The purpose of the blog is to add to the archive of legendary roots reggae artists by profiling shows, interviews, writings, appearances, and the like.
This week, we find Bob Marley and the Wailers on the North American leg of their 1980 tour. It is September 1980, and they are playing two shows with The Commodores at the famed Madison Square Garden in New York City, New York. Unfortunately, this is Bob’s last trip through New York, and the U.S. for that matter (although he does return to Miami, FL in April 1981 after leaving Dr. Issel’s clinic in Bavaria).
I have included a review of the show by Robert Palmer, which was published on September 23, 1980 in the New York Times. Ironically, September 23, 1980 is the same day that Marley plays his last show at The Stanley Theater in Pittsburgh, Pennsylvania.
The review can be accessed here.
As the review explains, these shows are of note because Marley plays his music live to a predominantly African-American, mainstream funk and soul audience for the first time.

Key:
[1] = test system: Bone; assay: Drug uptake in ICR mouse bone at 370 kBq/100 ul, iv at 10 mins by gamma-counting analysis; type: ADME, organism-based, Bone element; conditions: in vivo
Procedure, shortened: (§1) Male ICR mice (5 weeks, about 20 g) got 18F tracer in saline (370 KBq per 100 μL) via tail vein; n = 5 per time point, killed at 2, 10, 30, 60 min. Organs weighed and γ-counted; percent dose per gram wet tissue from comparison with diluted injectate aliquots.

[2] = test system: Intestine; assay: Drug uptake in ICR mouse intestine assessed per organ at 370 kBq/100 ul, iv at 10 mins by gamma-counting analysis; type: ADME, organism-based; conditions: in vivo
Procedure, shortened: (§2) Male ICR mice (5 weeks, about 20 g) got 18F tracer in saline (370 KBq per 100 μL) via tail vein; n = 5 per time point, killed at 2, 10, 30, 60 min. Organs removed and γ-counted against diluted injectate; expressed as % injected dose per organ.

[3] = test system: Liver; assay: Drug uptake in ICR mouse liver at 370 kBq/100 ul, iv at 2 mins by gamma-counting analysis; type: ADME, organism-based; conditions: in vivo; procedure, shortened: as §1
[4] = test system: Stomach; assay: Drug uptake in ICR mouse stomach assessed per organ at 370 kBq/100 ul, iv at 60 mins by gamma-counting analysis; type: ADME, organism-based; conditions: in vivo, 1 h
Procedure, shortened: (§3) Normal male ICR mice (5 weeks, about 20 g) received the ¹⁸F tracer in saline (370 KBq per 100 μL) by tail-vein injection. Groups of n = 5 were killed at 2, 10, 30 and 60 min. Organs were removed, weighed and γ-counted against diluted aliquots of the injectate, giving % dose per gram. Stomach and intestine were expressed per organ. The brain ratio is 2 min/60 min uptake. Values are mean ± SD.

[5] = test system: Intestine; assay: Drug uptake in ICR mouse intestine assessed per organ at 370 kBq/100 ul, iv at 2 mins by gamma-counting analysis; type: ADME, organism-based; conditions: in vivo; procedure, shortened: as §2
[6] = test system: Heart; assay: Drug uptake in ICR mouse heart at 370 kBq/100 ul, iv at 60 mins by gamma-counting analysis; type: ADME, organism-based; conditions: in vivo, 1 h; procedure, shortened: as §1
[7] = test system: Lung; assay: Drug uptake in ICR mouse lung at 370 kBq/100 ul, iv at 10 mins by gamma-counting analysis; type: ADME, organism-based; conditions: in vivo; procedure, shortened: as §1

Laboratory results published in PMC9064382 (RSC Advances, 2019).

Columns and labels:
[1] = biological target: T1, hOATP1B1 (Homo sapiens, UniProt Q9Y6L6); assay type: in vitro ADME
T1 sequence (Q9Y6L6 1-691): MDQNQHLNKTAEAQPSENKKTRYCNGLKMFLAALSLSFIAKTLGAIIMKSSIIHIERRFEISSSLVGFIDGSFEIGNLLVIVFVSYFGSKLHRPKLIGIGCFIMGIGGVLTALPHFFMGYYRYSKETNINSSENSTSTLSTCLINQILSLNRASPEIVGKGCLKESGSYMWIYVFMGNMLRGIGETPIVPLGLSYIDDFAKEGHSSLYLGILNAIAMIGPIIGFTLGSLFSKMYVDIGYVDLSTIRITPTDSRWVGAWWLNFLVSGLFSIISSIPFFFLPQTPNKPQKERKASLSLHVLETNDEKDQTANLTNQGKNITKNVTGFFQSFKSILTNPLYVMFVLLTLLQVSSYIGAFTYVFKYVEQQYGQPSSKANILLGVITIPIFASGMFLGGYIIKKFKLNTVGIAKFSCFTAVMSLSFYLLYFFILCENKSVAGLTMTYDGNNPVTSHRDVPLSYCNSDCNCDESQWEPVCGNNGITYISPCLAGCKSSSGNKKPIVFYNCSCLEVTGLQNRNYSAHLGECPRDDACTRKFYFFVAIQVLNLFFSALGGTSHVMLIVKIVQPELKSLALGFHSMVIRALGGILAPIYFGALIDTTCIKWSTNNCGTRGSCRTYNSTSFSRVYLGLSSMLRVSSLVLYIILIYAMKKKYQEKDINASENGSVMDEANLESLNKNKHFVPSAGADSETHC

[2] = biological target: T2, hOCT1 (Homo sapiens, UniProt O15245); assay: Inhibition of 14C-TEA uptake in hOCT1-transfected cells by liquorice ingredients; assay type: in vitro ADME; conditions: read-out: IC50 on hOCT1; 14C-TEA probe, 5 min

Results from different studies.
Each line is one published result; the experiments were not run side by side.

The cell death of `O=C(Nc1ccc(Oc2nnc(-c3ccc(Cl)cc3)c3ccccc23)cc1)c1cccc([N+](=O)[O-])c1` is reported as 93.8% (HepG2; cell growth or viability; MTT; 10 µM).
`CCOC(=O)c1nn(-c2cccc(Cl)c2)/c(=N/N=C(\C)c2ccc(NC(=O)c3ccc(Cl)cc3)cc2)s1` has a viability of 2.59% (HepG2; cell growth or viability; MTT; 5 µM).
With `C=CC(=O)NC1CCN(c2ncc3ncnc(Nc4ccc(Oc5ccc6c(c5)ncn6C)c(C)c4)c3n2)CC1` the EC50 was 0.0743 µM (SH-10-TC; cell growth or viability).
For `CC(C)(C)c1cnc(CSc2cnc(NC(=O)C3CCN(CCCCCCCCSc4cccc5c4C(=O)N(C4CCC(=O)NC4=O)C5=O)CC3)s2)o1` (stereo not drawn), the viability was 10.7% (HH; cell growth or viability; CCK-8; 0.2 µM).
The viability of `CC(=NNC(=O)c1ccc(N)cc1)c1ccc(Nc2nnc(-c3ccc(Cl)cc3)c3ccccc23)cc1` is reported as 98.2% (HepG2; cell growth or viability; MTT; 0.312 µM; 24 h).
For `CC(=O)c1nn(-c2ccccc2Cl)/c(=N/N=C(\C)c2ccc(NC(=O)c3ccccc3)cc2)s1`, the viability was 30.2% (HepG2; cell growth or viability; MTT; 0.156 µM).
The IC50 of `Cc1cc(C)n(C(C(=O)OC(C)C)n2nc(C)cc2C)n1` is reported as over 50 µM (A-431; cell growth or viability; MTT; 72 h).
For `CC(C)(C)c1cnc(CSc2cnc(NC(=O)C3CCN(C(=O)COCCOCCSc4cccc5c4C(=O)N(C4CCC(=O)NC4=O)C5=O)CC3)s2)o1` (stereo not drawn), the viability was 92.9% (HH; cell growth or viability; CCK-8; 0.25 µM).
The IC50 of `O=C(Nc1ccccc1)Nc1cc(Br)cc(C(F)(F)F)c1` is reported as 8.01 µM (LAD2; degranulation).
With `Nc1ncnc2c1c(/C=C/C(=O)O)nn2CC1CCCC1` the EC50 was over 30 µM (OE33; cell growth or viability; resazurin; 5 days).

One of our readers recently shared his experience at this show:
“I was young, about 16, and went to the concert with friends. We went to see Marley but stayed for the whole show. It was a very mellow and relaxed vibe where we were sitting (pretty high up stage right). I remember just sitting back and listening when Marley was on, pure music. It changed to a more commercial feeling when the Commodores played. It was like the stage transformed from a mellow living room (Marley) to a glitzy stage set (Commodores in white suits) — strange transition. But I also really remember Kurtis Blow rapping at the beginning of the show — had never heard anything like that before.”
I have also included an audio recording of the show. Enjoy!
Photographer: Lindsay Donald
The included concert audio is a matrix soundboard/audience recording from the September 20, 1980 show. I have included a setlist along with the recording.
Burnin’ and Lootin’
Them Belly Full
Running Away / Crazy Baldheads
War / No More Trouble
I Shot The Sheriff
No Woman No Cry
Could You Be Loved